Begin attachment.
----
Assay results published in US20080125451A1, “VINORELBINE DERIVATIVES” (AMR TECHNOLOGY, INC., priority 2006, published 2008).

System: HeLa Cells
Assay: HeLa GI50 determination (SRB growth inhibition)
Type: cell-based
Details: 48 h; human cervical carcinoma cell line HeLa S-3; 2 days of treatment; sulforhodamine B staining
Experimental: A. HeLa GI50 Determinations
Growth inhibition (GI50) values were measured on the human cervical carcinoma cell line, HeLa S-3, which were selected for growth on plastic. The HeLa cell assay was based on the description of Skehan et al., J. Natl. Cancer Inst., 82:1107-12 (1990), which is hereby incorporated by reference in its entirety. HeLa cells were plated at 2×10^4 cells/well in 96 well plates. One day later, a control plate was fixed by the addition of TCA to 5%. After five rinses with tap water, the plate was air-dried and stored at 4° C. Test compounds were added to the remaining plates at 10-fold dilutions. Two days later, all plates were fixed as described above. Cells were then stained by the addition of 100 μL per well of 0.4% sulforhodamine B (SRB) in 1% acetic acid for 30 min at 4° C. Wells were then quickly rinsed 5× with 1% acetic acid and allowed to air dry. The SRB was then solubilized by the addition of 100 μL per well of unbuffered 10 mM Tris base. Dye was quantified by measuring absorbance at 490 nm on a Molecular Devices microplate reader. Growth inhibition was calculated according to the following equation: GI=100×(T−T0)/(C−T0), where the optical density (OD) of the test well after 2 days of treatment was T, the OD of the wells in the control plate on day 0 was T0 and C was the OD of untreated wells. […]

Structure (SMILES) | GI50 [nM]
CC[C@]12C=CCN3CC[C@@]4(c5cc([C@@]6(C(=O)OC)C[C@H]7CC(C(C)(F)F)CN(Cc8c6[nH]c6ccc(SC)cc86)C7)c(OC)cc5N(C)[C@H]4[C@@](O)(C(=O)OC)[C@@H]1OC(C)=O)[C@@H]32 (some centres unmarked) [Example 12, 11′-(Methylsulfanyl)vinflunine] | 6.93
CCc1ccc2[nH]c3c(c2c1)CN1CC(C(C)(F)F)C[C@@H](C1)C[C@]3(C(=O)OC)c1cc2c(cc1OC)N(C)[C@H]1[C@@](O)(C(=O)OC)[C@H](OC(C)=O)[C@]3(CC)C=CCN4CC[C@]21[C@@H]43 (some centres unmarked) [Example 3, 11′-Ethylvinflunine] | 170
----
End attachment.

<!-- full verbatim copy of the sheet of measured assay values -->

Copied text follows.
Assay results published in US20080125451A1, “VINORELBINE DERIVATIVES” (AMR TECHNOLOGY, INC., priority 2006, published 2008).

System: HeLa Cells
Assay: HeLa GI50 determination (SRB growth inhibition)
Type: cell-based
Details: 48 h; human cervical carcinoma cell line HeLa S-3; 2 days of treatment; sulforhodamine B staining
Experimental: A. HeLa GI50 Determinations
Growth inhibition (GI50) values were measured on the human cervical carcinoma cell line, HeLa S-3, which were selected for growth on plastic. The HeLa cell assay was based on the description of Skehan et al., J. Natl. Cancer Inst., 82:1107-12 (1990), which is hereby incorporated by reference in its entirety. HeLa cells were plated at 2×10^4 cells/well in 96 well plates. One day later, a control plate was fixed by the addition of TCA to 5%. After five rinses with tap water, the plate was air-dried and stored at 4° C. Test compounds were added to the remaining plates at 10-fold dilutions. Two days later, all plates were fixed as described above. Cells were then stained by the addition of 100 μL per well of 0.4% sulforhodamine B (SRB) in 1% acetic acid for 30 min at 4° C. Wells were then quickly rinsed 5× with 1% acetic acid and allowed to air dry. The SRB was then solubilized by the addition of 100 μL per well of unbuffered 10 mM Tris base. Dye was quantified by measuring absorbance at 490 nm on a Molecular Devices microplate reader. Growth inhibition was calculated according to the following equation: GI=100×(T−T0)/(C−T0), where the optical density (OD) of the test well after 2 days of treatment was T, the OD of the wells in the control plate on day 0 was T0 and C was the OD of untreated wells. […]

Structure (SMILES) | GI50 [nM]
CC[C@]12C=CCN3CC[C@@]4(c5cc([C@@]6(C(=O)OC)C[C@H]7CC(C(C)(F)F)CN(Cc8c6[nH]c6ccc(SC)cc86)C7)c(OC)cc5N(C)[C@H]4[C@@](O)(C(=O)OC)[C@@H]1OC(C)=O)[C@@H]32 (some centres unmarked) [Example 12, 11′-(Methylsulfanyl)vinflunine] | 6.93
CCc1ccc2[nH]c3c(c2c1)CN1CC(C(C)(F)F)C[C@@H](C1)C[C@]3(C(=O)OC)c1cc2c(cc1OC)N(C)[C@H]1[C@@](O)(C(=O)OC)[C@H](OC(C)=O)[C@]3(CC)C=CCN4CC[C@]21[C@@H]43 (some centres unmarked) [Example 3, 11′-Ethylvinflunine] | 170